If you are using InnoDB or another non-MyISAM engine for a table, you will not have .MYD and .MYI files. Therefore backing up the MyISAM tables is easy and fast if you have access to these files. You can create table of the same structure without keys, load data into it to get correct .MYD (data file). Create table with all keys defined and copy over .frm and .MYI files from it, followed by FLUSH TABLES. Now you can use REPAIR TABLE to rebuild all keys by sort, including UNIQUE keys.

2) What is the difference in MyISAM and InnoDB tables?

MyISAM InnoDB
Backup files Can't backup files
Doesn't support crash recovery Does support crash recovery
Table level locking Row level locking
fast full table scan Slow full tablescan
Full text index No full text index possible
No Foreign Key support Foreign Key support
No Transaction support Supports transactions


InnoDB is a storage engine, and so is MyISAM. When you create a table, you specify one of the types. When you add data and indexes to that table, the type of table determines the storage engine used. InnoDB does row level locking. This means that when you are updating a row, only that one row gets locked (which means that another connection to the database cannot modify that row). MyISAM locks the entire table. Only one connection / session at a time can update / insert / delete.

InnoDB uses the concept of a tablespace; MyISAM doesn't. A tablespace is where you store your data, and is made up of datafiles. You don't know where your data is stored in those data files. When you create a table in MyISAM, it crates a file of the same name as your table. Some queries are really bad on InnoDB compared to MyISAM, the most notorious is probably SELECT COUNT(*) A full table scan is also much faster on MyISAM than on InnoDB.

InnoDB doesn't support full text indexes on text columns so if you need to search text fields you may want to use MyISAM.

In addition to foreign keys, InnoDB offers transaction support, which is absolutely critical when dealing with larger applications. Sped does suffer though because all this Foreign Key / Transaction stuff takes lots of overhead. With InnoDB it becomes particularly important that you use good keys.

Inserting 50,000 records is something MyISAM is very comfortable with. In some cases it is faster to drop the indexes, insert the records and recreate the indexes (especially with full text indexes).

Use InnoDB in a situation where there are lots of inserts, updates and selects. Tests show that MyISAM is a lot faster when there are very few records (<50k), but the average execution time for a query increases almost linearly with the number of records while InnoDB shows almost constant query execution times for very small and large tables.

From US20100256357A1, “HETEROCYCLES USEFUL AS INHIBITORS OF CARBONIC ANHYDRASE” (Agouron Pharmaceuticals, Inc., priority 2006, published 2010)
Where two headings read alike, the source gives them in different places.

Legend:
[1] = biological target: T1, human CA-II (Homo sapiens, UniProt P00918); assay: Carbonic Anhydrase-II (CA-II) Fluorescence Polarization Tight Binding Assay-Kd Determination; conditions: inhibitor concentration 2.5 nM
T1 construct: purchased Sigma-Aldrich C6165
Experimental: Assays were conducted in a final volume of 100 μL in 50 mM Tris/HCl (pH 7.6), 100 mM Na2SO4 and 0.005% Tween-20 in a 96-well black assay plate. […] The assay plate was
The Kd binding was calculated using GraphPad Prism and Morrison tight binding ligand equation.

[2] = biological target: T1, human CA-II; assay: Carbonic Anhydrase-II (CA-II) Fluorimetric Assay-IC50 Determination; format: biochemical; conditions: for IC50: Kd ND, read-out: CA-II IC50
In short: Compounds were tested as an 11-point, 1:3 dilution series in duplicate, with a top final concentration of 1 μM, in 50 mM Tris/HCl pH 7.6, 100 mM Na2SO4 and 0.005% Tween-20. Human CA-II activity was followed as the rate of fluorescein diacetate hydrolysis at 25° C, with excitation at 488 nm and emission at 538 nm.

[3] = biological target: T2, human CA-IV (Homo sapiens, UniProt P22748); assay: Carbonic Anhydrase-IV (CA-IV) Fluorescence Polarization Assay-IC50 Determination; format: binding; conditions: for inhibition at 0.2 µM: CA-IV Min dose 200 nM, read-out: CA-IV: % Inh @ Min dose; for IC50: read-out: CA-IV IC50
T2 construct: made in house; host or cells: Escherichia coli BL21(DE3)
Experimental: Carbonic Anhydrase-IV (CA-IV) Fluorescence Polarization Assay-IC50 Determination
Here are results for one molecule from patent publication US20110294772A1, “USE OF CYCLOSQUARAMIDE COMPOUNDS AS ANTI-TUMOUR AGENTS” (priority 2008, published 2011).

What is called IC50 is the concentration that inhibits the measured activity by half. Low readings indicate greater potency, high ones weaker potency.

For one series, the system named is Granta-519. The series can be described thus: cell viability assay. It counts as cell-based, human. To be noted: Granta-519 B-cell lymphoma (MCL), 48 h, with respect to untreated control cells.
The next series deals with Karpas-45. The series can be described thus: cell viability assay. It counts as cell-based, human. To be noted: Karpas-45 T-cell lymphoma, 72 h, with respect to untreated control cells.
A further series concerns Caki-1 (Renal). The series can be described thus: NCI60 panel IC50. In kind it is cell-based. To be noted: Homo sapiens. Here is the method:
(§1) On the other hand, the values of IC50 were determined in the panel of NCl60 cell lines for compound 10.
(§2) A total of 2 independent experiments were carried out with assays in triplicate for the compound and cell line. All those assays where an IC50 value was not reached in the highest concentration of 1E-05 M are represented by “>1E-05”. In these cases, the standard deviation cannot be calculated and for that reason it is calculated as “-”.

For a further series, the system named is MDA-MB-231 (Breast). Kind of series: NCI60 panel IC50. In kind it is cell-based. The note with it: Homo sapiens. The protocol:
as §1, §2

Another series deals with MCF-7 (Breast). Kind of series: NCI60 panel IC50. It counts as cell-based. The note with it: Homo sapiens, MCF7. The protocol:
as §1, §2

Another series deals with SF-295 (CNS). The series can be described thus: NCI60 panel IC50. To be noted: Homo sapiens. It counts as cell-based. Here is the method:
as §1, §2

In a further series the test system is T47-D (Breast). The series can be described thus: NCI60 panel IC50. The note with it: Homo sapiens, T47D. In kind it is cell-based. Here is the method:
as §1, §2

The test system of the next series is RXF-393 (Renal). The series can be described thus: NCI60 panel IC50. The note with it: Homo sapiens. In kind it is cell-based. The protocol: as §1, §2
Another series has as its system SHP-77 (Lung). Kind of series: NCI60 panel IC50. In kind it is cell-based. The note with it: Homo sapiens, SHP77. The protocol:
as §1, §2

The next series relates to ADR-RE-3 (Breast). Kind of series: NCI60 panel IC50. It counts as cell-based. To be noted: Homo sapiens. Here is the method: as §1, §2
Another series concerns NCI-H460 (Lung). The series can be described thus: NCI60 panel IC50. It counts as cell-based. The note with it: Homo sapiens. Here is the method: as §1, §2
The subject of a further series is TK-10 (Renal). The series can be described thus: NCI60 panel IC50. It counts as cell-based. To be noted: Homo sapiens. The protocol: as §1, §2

MyISAM does not support crash recovery while InnoDB does.


3) What should be the correct column definition?
VARCHAR(25) and VARCHAR(200) are practically the same for the purpose of storing data on the disk. If the user types only 5 characters in either columns, the bytes used will be the same. Select the value liberally but remember that VARCHAR(250) for
all text columns is not good idea either because it will not allow you to create composite indexes.

4) How does Primary and other keys affect the programming logic?

Composite primary indexes are great to avoid duplicate entries. But sometimes it can be a problem. For e.g. take a look at the following tables PRIMARY KEY definition.

CREATE TABLE `student` (
`enroll` varchar(13) NOT NULL default '',
`other` int(2) NOT NULL default '0',
`year` int(4) NOT NULL default '0',
`month` tinyint(2) unsigned default NULL,
`mode_read` int(2) NOT NULL default '0',
`mode_direct` int(2) NOT NULL default '0',
`sent_flag` int(11) NOT NULL default '0',
`system_date` datetime NOT NULL default '0000-00-00 00:00:00',
PRIMARY KEY (`enroll_no`,`other`,`year`)
) ENGINE=InnoDB DEFAULT CHARSET=latin1 |

Adding year as a part of primary key but not adding month column in it means there can be only 1 prospectus entry per year for each student. Now we can not use replace command that will insert a record if it does not exist in the primary key definition or update if it already does.